%A     the (comma-separated) all matching position/length pairs in the document
%f     document marked up with s1/s2 at first match (s1/s2 are strings in between ';' after % as in: %;s1;s2;f)
%F     document marked up with s1/s2 at all matches (s1/s2 are strings in between ';' after % as in: %;s1;s2;F)
%%     the percent character

The expanders %p and %a accept one, and %P and %A two, "options": either of


to control which bracketing is used for position and length information, as in the following:


leading to square brackets at the outer "list" level, and normal round parenthesis around position/length pairs.

The RANK expression produces a positive integer number being a heuristic measure for a document's relevance for a query.

The DETAILS and RANK expressions are not supported by a multi-column LookSee index.

Regular Expressions

Regular expressions provide a powerful notation for text matching. LookSee supports the use of regular expressions in index queries, where a word must match the specified regular expression, as well as in only and skip arguments, where tag and attribute paths are matched against the regular expression. The latter is used in the examples below, but regular expressions work in the same fashion when matching individual index words.

As a first approximation, regular expression matching is simple sub-string matching. Thus, 'HTML/BODY' would match all of the following tag paths:


The special characters '^' and '$' are used as "start" and "end" anchors; thus '^/HTML/BODY' would not match the following:


whereas '^/HTML/BODY$' would not match the following:


The '.' (dot) character matches any character; the '?' character means "match zero or one", '*' means "match zero or more" and '+' means "match one or more". '|' separates alternatives and '( ...)' groups characters. Thus '^/HTML/BODY(/.+)?$' will match paths having HTML and BODY as the two outermost tags. Sets of alternative characters are given between '[' and ']', as in '[01234567]', which matches any octal digit. Ranges of such characters may be abbreviated by a hyphen, as in '[0-7]'. Sets of characters may be negated by a leading '^', as in '[^a-zA-Z]', which matches any character that is not a latin letter.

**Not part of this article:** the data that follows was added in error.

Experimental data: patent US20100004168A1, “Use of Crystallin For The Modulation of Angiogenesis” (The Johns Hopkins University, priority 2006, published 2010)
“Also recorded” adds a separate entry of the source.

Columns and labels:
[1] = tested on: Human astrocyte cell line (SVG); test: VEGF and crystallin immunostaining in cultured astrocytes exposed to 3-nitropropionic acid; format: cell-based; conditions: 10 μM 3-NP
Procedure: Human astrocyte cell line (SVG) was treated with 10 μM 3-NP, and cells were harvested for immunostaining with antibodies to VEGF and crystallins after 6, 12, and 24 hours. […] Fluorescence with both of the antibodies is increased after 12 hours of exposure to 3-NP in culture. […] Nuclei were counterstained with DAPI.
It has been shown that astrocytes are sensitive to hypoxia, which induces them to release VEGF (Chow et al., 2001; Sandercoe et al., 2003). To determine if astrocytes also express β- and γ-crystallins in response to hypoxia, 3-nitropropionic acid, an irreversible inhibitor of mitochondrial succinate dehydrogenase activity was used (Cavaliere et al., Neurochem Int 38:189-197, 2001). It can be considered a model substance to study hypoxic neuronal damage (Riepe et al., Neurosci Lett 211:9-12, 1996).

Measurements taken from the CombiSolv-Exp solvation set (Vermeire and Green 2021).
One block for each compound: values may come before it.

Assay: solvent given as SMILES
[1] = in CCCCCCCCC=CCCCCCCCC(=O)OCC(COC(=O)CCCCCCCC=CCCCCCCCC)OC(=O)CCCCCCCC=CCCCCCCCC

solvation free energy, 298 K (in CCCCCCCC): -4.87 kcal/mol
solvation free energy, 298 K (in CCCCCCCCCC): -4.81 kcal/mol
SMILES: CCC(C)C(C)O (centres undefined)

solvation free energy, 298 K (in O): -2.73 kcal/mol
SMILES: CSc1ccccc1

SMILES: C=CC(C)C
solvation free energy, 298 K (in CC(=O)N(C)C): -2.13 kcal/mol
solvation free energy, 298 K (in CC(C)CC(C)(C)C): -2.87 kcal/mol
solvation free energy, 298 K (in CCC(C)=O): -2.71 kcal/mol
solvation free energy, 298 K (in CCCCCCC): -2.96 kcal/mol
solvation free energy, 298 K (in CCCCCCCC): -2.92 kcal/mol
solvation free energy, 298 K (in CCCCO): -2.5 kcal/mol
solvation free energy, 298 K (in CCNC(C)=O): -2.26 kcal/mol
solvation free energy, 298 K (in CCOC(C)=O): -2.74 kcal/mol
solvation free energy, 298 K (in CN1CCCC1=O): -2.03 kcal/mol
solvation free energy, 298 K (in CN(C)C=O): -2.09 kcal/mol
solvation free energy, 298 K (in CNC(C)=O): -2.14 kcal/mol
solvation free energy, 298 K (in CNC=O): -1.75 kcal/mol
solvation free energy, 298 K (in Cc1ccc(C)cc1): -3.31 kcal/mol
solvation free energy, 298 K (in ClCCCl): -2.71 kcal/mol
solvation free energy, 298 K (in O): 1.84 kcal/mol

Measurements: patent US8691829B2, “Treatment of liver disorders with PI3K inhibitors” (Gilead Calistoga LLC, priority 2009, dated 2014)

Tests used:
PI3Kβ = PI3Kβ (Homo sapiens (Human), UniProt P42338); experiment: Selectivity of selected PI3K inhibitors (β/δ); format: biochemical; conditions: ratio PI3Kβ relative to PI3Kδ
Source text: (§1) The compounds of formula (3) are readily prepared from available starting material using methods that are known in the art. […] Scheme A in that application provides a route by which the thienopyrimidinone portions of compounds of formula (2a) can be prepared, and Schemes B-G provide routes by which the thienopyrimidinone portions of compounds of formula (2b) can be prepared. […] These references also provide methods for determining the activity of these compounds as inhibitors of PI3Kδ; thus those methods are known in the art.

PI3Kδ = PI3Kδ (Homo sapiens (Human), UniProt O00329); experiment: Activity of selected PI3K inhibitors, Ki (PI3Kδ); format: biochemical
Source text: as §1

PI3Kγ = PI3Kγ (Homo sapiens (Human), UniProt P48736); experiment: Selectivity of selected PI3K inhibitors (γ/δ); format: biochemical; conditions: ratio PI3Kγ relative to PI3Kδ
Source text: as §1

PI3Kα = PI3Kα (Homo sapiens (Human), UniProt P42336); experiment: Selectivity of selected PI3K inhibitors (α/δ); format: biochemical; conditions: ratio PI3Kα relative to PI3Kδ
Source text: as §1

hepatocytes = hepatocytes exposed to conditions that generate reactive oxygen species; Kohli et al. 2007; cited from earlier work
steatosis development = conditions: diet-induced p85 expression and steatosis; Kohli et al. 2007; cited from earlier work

It should be noted that LookSee is designed and optimized for exact word matching. Regular expression queries pay a penalty for the need to "traverse" the entire LookSee index, with the exception of "start" anchored regular expressions, which (also) perform quite well. Wildcards in query words are similar to regular expressions; if a wildcard is not the first character of a word, it corresponds to a "start" anchored regular expression and performs well.

1. LookSee has been designed so that other distinct methods could eventually be added to FrontBase, making it possible for the user to specify which method should be used for a particular index.

2. LookSee by default treats the following as stopwords:

a an and are as at be but by
etc for if in into is it its
no not of on or s such
t that the their then there these
they this to
was were will with

3. In LookSee 2.3 stemming is English stemming (only).

4. Note that a document text may be processed more than once (ie., not necessarily just when initially being indexed), and that LookSee does not check for future inconsistencies caused by (incidental) midstream updates or deletions of 'external' documents. Also note that a file is accessed on the database server, which may have a filesystem quite different from that of the client machine issuing the ALTER statement. Cave!

5. Unlike tables themselves, indexes can usually be reconstructed. Hence, inadvertent deletion of an index will in itself not lead to loss of data. This is not true, however, if an index was created from external documents which were subsequently changed or deleted.

6. Application developers should find that DETAILS formats are actually little programming platforms on which it is easy to produce feedback in the form the application would like to see it.

Edited by ph@frontbase.com. Document Date: 2007.03.05, Issue 2.4.4.